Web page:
Grief is like a roller coaster ride. I’ve been told this a thousand times and have found it to be true. In the beginning, that roller coaster ride is treacherous and dangerous. It fools you into believing your mental state has been tarnished. It threatens to knock you back into the darkest pit with no light, no hope.
Grief takes everything we know as normal and throws it out the window. Normal is never to be found again. Not the normal we know so well. Most of us will find a replacement normal, but whilst we grieve the person we have lost, we also grieve the normal we have lost too.
Grief also steals other things from us – our memory, our sense of well being, our gut instincts and in some cases, our friends. People have no idea what we are feeling, what we are going through. They can imagine, but rarely is their imagination vast enough to even come close to the truth. People say and do the wrong things. The grieving person can make allowances for this. They know their family and friends are fumbling in the dark. However, even if we tell them what we need from them, they can’t always offer us that support. It’s too difficult and frightening. They don’t want to deal with our grief, yet they are happy to leave us to deal with it on our own.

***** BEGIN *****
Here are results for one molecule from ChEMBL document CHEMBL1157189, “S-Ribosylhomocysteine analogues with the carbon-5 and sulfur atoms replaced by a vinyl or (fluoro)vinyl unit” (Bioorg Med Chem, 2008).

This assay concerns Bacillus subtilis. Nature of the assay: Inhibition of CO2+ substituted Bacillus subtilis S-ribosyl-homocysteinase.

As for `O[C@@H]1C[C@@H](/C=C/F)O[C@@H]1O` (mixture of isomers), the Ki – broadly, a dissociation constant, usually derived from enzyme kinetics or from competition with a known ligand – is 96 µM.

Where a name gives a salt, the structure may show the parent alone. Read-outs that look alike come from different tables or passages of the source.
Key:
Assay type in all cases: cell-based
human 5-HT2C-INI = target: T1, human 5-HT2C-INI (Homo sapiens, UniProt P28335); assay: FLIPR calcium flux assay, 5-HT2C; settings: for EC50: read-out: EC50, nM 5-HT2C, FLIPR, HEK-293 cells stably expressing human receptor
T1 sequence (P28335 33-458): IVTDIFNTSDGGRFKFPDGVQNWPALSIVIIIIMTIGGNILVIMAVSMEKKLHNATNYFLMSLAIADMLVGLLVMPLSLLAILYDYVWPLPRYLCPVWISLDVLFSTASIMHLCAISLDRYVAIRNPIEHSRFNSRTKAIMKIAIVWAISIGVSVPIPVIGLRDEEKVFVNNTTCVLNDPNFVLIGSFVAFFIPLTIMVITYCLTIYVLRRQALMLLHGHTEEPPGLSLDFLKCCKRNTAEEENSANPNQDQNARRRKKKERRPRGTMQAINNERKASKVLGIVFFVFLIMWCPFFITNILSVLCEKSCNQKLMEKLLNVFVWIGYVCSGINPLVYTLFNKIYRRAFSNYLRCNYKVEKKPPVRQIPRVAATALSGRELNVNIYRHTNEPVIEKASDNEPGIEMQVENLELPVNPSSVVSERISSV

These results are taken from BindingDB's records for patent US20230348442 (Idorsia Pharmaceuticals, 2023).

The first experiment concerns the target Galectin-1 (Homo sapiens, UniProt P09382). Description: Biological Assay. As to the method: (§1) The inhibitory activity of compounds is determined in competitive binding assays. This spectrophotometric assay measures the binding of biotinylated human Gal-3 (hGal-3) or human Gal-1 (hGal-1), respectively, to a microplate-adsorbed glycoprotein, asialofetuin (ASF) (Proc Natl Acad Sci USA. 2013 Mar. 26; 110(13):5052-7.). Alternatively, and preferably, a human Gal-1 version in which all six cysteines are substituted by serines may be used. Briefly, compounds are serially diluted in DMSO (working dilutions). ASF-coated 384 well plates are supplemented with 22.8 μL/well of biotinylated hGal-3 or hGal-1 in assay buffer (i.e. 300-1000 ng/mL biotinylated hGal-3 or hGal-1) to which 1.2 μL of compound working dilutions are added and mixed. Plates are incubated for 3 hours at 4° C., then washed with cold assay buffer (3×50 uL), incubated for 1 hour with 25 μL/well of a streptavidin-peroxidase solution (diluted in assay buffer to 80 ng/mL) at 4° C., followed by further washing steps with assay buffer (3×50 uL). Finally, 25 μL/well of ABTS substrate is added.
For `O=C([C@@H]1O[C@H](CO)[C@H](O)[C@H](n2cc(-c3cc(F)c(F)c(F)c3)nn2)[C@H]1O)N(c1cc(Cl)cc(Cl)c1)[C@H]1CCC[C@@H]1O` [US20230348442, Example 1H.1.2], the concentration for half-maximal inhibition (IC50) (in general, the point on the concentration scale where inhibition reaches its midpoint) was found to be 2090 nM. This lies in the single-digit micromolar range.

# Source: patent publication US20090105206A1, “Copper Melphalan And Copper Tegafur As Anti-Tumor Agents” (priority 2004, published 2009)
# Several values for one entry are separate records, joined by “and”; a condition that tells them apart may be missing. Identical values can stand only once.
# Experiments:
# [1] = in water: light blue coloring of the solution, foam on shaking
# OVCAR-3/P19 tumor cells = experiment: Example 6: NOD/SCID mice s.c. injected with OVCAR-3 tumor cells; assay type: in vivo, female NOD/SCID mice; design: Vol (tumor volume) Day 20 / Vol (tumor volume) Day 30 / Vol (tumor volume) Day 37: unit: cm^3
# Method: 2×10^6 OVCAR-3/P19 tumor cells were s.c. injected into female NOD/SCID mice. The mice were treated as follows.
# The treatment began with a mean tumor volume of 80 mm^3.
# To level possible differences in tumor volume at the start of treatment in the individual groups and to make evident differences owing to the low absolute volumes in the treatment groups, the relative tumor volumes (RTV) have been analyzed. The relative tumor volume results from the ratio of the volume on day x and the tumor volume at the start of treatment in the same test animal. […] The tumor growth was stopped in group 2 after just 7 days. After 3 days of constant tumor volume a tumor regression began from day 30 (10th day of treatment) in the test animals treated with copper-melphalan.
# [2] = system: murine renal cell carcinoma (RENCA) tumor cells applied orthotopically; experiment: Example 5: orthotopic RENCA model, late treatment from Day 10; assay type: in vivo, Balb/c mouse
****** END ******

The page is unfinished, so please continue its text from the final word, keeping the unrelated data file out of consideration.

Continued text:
A grieving person is often a lonely person. We need to talk about our lost love, but we can see the mere mentioning of that person’s name often causes the people around us discomfort. We want to talk about the past and include the person we’ve lost in those discussions, but that often causes the chat to fizzle out quickly. Some people will think we are morbid, yet all we want is for people to remember…like we do. And often we want people to help us remember the small details, because our minds are so tired and sad, we can’t remember those details by ourselves.
Grief is not only about the person we lost. It is also life shattering because everything chances…everything. Moving through the grief is one of the most difficult things anyone has to do, but we can do it. We can survive the torment. We can find the light and walk towards it. Sometimes we will have help to get there. Often we have to make that journey on our own. But we can do it. Hope is not lost, it’s just misplaced. Once we find it again, it will help us find our way.